How do you set about promoting your novel? How many hours a week do you spend on book promotion?

I am not one of your more pushy promoters and I still spend a horribly large amount of time on promotion/marketing. Most authors, regardless of the size and the type of publisher, are now on their own with regards to marketing. So for your book to make or break it, will be heavily up to you.

I use a number of methods to promote. The most important is my website. Here I can publish news, sample chapters, new book info, my appearance schedule, interviews, purchase info – basically anything and everything about me and my works.

I probably spend anywhere from four to eight hours a week on promotion/marketing efforts. I also lose entire weekends, as I got to conventions to push my promo material, do panels, and push my books.

Items I use for promotion are bookmarks, sample CD’s, table toppers to grab passerby interest, postcards, and pens. Online I occasionally buy adds on websites, belong to Books We Love, another author marketing group or two, do a weekly blog, am a member of several lists, send out a monthly newsletter, and belong to writer organizations such as EPIC and Broad Universe.

Do you have a website/blog where readers may learn more about you and your work?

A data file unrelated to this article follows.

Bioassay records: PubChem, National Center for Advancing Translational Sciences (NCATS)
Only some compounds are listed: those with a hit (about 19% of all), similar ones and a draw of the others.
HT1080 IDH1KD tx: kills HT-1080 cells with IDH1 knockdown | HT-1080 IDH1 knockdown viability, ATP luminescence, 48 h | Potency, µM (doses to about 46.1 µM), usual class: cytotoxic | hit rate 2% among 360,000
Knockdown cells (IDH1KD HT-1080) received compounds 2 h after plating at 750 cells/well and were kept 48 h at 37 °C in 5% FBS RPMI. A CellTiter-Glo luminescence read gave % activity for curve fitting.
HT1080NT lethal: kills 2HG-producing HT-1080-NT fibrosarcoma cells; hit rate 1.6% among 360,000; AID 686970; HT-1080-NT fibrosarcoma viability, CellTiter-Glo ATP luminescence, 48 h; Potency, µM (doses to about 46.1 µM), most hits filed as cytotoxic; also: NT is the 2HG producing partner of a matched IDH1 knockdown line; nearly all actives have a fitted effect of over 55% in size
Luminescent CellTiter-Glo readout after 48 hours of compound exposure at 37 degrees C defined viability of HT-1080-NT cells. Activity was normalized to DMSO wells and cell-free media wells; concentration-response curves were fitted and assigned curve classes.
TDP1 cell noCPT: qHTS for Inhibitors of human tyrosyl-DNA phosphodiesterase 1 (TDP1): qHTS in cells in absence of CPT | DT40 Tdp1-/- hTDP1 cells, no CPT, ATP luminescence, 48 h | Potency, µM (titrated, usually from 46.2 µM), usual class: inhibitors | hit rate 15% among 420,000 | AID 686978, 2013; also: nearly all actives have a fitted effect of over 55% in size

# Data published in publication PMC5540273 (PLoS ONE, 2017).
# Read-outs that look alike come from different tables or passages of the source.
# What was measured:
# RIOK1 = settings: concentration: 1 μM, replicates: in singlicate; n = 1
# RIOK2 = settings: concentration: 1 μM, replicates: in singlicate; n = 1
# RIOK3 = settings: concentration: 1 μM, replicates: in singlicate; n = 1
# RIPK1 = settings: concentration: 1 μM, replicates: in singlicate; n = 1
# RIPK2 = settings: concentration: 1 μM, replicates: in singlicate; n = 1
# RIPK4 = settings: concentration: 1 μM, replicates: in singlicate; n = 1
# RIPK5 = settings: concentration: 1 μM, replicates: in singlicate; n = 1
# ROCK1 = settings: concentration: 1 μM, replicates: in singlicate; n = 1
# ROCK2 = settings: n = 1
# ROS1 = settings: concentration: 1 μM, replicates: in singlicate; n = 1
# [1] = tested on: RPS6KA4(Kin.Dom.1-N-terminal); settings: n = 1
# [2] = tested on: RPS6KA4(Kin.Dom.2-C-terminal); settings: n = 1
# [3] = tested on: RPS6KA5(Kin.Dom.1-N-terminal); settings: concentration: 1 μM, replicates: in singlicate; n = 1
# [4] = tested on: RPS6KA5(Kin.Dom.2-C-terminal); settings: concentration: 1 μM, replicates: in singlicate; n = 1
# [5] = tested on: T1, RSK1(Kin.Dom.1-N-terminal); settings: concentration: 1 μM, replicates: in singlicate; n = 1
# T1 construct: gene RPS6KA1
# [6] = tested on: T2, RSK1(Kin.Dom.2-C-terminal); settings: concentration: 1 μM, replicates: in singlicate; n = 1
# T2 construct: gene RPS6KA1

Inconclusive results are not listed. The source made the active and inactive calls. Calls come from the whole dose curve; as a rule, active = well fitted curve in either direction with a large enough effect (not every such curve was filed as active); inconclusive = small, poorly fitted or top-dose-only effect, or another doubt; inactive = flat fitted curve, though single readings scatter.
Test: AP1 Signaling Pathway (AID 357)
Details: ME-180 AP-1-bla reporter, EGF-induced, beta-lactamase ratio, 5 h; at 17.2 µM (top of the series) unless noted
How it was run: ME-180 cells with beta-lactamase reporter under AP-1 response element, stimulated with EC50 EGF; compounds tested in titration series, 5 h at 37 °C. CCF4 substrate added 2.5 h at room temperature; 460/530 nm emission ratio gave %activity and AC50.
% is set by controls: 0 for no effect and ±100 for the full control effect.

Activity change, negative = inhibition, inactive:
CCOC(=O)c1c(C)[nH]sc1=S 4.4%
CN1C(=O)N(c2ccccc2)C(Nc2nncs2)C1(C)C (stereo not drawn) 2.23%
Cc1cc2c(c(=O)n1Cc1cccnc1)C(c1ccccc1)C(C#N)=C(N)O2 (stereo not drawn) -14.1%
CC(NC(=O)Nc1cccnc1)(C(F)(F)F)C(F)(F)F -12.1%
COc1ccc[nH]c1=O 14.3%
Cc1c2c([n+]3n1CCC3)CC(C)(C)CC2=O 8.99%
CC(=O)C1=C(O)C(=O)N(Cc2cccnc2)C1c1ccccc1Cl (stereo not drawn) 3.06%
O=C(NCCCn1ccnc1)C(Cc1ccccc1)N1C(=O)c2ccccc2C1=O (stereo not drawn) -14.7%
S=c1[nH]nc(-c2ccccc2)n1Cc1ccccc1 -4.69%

Absolutely! Website is gloriaoliver.com. Main blog place is gloriaoliver.blogspot.com, also have an LJ location at gloria-oliver.livejournal.com, My Space at myspace.com/gloriaoliver and pages at several other places. (Too many! Too many!) books.dreambook.com/gloriaoliver/main.sign.html You can use this one if you’d like to sign up for the newsletter.

Do you have another novel on the works? Would you like to tell readers about your current or future projects?

Just a few weeks ago, Zumaya Publications signed a contract for my latest finished novel, The Price of Mercy. It is another Fantasy novel, but the setting is more akin to the 1500’s Europe. The tale concerns a young man who is drafted into service for the Emperor after being falsely accused of treason. As one of the elite, he is magically altered and tied to the crown. The book is about how Jarrin deals with becoming one of the Twelve, and also his quest to find out the truth about the false accusation, which put him into his predicament in the first place.

The actual work in progress of the moment is Jewel of the Gods. I need to be a good author worker and get back to that one post haste!

Thanks to all of you for putting up with my ramblins!

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About Mayra Calvani

Mayra Calvani writes fiction and nonfiction for children and adults and has authored over a dozen books, some of which have won awards. Her stories, reviews, interviews and articles have appeared on numerous publications such as The Writer, Writer’s Journal, Multicultural Review, and Bloomsbury Review, among many others. Represented by Serendipity Literary.